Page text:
Seed saving: Just remove the seeds from the ripe fruit before you eat them and process as for tomato. The fruit is more variable however, so save seed from the best flavored plants. I have always believed tomatillos to be self-pollinating like tomatoes, however when I looked online I found many sites claiming that they are self-incompatible and needing cross pollination (the internet nearly always provides contradictory information, so this wasn’t a big help). As it makes sense to have at least two plants anyway, this isn’t a big issue. The flowers are very attractive to bees and I have never had any problem with fruit set.
Unusual growing ideas
Volunteers: If any fruits fall to the ground and rot, you will most likely get volunteers the following year and forever after (it does this much more successfully than the tomato). These will be just as good as their parents so can be allowed to mature and bear fruit. If they like your garden you may never have to think about planting them again
(which could be a good or bad thing depending upon how much you like them.)
Dry gardening: Tomatillo is independent enough to grow without any irrigation, even in quite dry climates. They may not get as big as irrigated plants, but they will be big enough.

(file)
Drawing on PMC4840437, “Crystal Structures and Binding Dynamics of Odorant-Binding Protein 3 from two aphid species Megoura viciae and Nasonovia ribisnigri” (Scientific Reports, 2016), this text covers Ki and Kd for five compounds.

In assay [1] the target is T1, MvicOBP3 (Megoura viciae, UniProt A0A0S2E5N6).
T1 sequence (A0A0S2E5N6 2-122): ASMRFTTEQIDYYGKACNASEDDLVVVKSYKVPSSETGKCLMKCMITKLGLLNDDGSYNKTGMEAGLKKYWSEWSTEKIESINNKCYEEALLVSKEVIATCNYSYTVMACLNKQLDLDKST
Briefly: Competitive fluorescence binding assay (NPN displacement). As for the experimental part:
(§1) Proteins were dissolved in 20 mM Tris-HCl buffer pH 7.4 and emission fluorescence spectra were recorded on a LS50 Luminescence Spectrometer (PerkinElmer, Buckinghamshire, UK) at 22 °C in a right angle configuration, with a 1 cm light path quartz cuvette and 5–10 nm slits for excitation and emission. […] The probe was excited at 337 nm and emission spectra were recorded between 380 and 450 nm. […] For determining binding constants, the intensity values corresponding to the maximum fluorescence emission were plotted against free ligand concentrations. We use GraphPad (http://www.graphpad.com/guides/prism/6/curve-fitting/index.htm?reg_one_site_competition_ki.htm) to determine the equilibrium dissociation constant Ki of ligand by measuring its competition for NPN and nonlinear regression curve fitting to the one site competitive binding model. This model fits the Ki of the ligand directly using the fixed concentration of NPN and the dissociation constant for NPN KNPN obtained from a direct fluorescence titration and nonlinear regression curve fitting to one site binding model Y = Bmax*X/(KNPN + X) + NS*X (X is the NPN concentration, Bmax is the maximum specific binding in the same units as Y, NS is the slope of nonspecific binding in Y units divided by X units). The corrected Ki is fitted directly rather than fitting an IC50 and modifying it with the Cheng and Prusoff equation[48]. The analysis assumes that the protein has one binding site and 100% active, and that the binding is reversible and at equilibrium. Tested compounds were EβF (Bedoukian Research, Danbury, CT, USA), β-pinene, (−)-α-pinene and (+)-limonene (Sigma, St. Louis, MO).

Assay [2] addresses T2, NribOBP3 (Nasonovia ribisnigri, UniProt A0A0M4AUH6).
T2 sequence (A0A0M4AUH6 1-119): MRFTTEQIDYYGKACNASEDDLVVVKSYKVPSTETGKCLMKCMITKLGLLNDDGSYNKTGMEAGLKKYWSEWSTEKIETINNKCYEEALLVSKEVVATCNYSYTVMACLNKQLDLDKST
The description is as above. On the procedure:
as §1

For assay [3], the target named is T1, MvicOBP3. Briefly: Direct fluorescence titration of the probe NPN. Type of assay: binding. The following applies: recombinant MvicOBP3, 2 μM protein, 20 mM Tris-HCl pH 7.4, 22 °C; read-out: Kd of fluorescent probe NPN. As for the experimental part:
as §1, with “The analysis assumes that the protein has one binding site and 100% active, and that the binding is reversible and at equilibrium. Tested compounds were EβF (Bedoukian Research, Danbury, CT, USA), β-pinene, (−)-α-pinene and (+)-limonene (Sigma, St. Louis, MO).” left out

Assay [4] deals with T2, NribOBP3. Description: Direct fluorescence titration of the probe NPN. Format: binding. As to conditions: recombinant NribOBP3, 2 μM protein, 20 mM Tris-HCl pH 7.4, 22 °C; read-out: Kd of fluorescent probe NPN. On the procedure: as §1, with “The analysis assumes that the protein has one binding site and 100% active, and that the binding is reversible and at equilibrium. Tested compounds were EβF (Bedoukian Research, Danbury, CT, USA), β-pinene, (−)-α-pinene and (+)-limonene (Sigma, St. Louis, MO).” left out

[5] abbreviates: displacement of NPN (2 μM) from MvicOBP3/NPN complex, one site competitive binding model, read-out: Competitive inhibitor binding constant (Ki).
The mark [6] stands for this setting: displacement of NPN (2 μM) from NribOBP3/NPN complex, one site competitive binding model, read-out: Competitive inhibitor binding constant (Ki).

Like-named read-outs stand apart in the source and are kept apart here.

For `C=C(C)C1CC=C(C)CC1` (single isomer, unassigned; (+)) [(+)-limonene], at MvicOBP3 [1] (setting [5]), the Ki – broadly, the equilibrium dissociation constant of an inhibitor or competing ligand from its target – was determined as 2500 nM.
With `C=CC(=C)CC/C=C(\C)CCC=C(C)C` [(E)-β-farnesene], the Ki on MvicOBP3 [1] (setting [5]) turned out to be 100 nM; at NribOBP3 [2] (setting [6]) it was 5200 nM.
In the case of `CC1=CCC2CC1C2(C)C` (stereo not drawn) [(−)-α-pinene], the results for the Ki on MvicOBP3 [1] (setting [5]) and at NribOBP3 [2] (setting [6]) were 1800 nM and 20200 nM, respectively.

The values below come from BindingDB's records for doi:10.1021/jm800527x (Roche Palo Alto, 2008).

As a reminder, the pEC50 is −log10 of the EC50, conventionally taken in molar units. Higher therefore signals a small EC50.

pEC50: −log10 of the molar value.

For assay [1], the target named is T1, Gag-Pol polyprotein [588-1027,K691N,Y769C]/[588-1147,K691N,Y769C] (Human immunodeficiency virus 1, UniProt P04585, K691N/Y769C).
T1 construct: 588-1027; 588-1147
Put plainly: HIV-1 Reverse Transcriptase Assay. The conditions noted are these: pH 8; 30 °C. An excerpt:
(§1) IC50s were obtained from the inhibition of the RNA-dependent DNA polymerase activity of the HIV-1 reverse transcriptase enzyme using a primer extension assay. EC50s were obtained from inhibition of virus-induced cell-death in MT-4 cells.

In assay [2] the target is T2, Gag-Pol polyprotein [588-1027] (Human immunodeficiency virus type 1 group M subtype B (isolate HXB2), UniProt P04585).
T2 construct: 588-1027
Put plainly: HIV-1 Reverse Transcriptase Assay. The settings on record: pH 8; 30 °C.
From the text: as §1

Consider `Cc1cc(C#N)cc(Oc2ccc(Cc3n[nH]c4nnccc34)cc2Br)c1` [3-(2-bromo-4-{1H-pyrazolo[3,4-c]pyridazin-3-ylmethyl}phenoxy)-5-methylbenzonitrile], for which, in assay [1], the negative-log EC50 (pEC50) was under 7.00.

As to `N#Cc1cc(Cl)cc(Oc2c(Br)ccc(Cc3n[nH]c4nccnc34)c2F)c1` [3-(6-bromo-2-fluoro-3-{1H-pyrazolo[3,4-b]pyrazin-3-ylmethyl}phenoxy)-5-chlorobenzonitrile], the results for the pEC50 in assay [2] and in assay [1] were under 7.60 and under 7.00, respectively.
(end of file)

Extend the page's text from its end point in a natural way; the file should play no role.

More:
Dry gardening requires that the plants be spaced further apart, to give each one more root room. See Tomato for more on this.
Containers: Tomatillo does well in a container, so long as you give it good soil, plenty of water and a deep pot (it can grow to be a big plant, so a 5 gallon pot isn’t too big).
There are only a few commonly available varieties at the moment, but new ones keep appearing.
Purple De Milpa: This is considered to be one of the best flavored. It is almost a wild plant and often volunteers.
Cisneros – Produces the biggest fruit of any common variety,
Purple – Large purple fruit for purple salsa verde (or should I say salsa morado!)
Toma Verde – Yellow green fruit.
The tomatillo is important in Mexican cooking, for its use in the classic salsa verde, as well as other dishes (it’s good roasted). It is not usually eaten out of hand.
| Salsa Verde